N2 - With more than 5.3 million inhabitants Victoria is the second most populous state in Australia. Once a manufacturing economy, Victoria is now transforming itself into a service and innovation-based economy. Currently, the largest sectors are education services and tourism. In terms of social structure, Victoria is characterised by a large migrant population, 24% of population were born overseas and 44% were either born overseas or have a parent who was born overseas. About 70% of the population resides in Melbourne. Victoria faces a number of challenges, ranging from an ageing population and skills shortages to drought and climate change and increased risk of natural disasters. Rapid population growth, 2% annually, has implications for service delivery and uneven development as well as regional disparities. There are barriers to connectivity in terms of transport and infrastructure, and a high degree of inter-institutional competition in tertiary education sector. The business structure in Victoria includes some highly innovative activities such as in biotechnology, but other sectors, especially those with high number of small and medium-sized enterprises, are lagging behind. Most of the larger manufacturing enterprises are externally controlled and there is uncertainty over the long term investments they will make in the state, as well as the place of Victoria in the global production networks.

AB - With more than 5.3 million inhabitants Victoria is the second most populous state in Australia. Once a manufacturing economy, Victoria is now transforming itself into a service and innovation-based economy. Currently, the largest sectors are education services and tourism. In terms of social structure, Victoria is characterised by a large migrant population, 24% of population were born overseas and 44% were either born overseas or have a parent who was born overseas. About 70% of the population resides in Melbourne. Victoria faces a number of challenges, ranging from an ageing population and skills shortages to drought and climate change and increased risk of natural disasters. Rapid population growth, 2% annually, has implications for service delivery and uneven development as well as regional disparities. There are barriers to connectivity in terms of transport and infrastructure, and a high degree of inter-institutional competition in tertiary education sector. The business structure in Victoria includes some highly innovative activities such as in biotechnology, but other sectors, especially those with high number of small and medium-sized enterprises, are lagging behind. Most of the larger manufacturing enterprises are externally controlled and there is uncertainty over the long term investments they will make in the state, as well as the place of Victoria in the global production networks.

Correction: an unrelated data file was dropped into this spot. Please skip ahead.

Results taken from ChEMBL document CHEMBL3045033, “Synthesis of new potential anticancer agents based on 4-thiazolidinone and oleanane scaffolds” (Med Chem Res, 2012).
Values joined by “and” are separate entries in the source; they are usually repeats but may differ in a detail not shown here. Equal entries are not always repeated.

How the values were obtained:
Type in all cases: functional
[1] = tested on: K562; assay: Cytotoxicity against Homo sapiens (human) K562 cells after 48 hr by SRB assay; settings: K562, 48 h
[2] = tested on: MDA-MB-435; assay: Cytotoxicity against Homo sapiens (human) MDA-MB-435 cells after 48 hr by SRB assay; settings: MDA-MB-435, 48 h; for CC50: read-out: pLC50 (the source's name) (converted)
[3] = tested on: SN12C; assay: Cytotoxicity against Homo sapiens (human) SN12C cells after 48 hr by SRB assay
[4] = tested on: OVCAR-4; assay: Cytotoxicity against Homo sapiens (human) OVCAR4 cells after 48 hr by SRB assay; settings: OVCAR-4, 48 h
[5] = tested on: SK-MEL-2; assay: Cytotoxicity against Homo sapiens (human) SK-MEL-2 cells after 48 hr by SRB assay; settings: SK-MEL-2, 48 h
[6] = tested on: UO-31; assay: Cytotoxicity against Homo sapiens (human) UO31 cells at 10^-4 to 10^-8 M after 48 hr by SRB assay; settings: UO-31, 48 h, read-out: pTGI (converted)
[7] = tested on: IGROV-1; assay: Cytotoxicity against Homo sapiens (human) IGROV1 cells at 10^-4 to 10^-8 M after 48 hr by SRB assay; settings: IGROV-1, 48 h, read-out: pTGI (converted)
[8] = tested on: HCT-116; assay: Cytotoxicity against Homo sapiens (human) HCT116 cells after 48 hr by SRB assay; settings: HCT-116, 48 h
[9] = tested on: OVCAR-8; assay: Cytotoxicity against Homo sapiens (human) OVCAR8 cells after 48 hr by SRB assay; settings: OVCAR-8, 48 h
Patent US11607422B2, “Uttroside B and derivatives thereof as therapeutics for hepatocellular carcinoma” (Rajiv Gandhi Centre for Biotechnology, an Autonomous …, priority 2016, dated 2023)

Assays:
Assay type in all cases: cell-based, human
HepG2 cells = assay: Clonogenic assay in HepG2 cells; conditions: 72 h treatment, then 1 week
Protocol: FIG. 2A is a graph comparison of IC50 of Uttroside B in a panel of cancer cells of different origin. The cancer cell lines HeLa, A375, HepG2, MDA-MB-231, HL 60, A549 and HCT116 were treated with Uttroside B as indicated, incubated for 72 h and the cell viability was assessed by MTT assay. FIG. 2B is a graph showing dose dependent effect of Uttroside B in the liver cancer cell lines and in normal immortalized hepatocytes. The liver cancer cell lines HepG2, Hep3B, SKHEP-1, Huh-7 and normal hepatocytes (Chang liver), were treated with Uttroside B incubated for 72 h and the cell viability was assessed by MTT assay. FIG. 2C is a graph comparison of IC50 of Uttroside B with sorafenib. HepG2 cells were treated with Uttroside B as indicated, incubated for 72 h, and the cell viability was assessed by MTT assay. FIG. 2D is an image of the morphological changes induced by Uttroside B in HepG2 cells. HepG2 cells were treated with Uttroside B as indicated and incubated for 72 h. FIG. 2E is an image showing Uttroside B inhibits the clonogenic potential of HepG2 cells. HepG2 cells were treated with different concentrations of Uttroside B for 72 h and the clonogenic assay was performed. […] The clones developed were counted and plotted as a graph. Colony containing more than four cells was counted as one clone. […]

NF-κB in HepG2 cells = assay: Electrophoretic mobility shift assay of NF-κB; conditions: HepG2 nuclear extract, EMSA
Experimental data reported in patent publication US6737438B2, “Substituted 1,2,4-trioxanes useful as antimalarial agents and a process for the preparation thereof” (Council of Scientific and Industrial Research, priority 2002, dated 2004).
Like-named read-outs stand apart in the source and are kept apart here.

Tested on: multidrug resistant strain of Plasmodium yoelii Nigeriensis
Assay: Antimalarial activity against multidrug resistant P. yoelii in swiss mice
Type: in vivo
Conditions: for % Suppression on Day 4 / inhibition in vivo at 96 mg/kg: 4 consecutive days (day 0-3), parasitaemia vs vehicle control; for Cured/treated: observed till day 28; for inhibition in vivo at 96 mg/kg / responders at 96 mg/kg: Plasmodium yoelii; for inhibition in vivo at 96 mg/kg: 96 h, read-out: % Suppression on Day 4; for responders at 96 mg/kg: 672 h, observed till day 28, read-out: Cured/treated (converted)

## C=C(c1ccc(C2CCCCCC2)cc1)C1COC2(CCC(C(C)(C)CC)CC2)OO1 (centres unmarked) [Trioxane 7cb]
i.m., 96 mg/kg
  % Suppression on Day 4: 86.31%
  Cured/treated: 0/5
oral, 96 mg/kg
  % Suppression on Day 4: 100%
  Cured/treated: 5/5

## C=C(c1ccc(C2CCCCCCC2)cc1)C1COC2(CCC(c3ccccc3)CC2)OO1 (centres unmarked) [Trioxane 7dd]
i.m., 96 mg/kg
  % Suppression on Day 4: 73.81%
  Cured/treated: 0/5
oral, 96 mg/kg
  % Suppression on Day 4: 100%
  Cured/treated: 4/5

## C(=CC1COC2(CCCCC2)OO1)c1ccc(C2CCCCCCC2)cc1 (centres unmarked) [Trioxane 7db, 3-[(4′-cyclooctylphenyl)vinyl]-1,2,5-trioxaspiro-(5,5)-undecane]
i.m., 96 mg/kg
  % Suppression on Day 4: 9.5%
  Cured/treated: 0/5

KW - higher education

KW - city development

KW - economic activity

KW - Australia

UR - http://www.oecd.org/dataoecd/54/14/46643288.pdf

M3 - Commissioned report

BT - OECD reviews of higher education in regional and city development, State of Victoria, Australia

ER -

Puukka J, Charles D, Hazelkorn E, Piacentini M, Rushford J. OECD reviews of higher education in regional and city development, State of Victoria, Australia. 2010. 196 p.